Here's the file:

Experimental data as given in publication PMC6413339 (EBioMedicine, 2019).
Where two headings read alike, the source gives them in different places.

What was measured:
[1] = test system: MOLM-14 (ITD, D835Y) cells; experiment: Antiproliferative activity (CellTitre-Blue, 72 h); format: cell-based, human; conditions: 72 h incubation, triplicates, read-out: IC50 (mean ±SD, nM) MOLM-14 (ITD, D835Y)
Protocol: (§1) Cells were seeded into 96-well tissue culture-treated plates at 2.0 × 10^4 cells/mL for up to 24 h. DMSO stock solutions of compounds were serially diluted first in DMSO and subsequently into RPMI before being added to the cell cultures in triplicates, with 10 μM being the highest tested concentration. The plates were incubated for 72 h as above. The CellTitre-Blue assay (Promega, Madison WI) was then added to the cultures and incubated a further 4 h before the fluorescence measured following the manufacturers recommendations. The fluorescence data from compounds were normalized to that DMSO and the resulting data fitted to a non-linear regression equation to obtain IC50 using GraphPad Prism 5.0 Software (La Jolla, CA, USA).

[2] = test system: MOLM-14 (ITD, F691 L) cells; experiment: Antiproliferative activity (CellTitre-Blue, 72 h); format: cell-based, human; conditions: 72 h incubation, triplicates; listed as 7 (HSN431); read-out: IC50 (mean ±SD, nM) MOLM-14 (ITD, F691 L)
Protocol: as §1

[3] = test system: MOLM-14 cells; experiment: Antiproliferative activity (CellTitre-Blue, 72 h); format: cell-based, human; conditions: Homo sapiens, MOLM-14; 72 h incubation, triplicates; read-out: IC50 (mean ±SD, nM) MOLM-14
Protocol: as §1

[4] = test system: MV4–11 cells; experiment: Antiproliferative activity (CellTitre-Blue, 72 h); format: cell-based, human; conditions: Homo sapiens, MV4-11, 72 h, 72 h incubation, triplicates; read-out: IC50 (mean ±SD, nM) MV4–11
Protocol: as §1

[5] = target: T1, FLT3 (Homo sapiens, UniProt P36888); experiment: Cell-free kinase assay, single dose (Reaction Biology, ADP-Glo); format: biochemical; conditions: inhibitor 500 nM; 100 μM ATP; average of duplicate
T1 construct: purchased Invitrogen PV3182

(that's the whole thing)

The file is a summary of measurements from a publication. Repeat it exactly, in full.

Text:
Experimental data as given in publication PMC6413339 (EBioMedicine, 2019).
Where two headings read alike, the source gives them in different places.

What was measured:
[1] = test system: MOLM-14 (ITD, D835Y) cells; experiment: Antiproliferative activity (CellTitre-Blue, 72 h); format: cell-based, human; conditions: 72 h incubation, triplicates, read-out: IC50 (mean ±SD, nM) MOLM-14 (ITD, D835Y)
Protocol: (§1) Cells were seeded into 96-well tissue culture-treated plates at 2.0 × 10^4 cells/mL for up to 24 h. DMSO stock solutions of compounds were serially diluted first in DMSO and subsequently into RPMI before being added to the cell cultures in triplicates, with 10 μM being the highest tested concentration. The plates were incubated for 72 h as above. The CellTitre-Blue assay (Promega, Madison WI) was then added to the cultures and incubated a further 4 h before the fluorescence measured following the manufacturers recommendations. The fluorescence data from compounds were normalized to that DMSO and the resulting data fitted to a non-linear regression equation to obtain IC50 using GraphPad Prism 5.0 Software (La Jolla, CA, USA).

[2] = test system: MOLM-14 (ITD, F691 L) cells; experiment: Antiproliferative activity (CellTitre-Blue, 72 h); format: cell-based, human; conditions: 72 h incubation, triplicates; listed as 7 (HSN431); read-out: IC50 (mean ±SD, nM) MOLM-14 (ITD, F691 L)
Protocol: as §1

[3] = test system: MOLM-14 cells; experiment: Antiproliferative activity (CellTitre-Blue, 72 h); format: cell-based, human; conditions: Homo sapiens, MOLM-14; 72 h incubation, triplicates; read-out: IC50 (mean ±SD, nM) MOLM-14
Protocol: as §1

[4] = test system: MV4–11 cells; experiment: Antiproliferative activity (CellTitre-Blue, 72 h); format: cell-based, human; conditions: Homo sapiens, MV4-11, 72 h, 72 h incubation, triplicates; read-out: IC50 (mean ±SD, nM) MV4–11
Protocol: as §1

[5] = target: T1, FLT3 (Homo sapiens, UniProt P36888); experiment: Cell-free kinase assay, single dose (Reaction Biology, ADP-Glo); format: biochemical; conditions: inhibitor 500 nM; 100 μM ATP; average of duplicate
T1 construct: purchased Invitrogen PV3182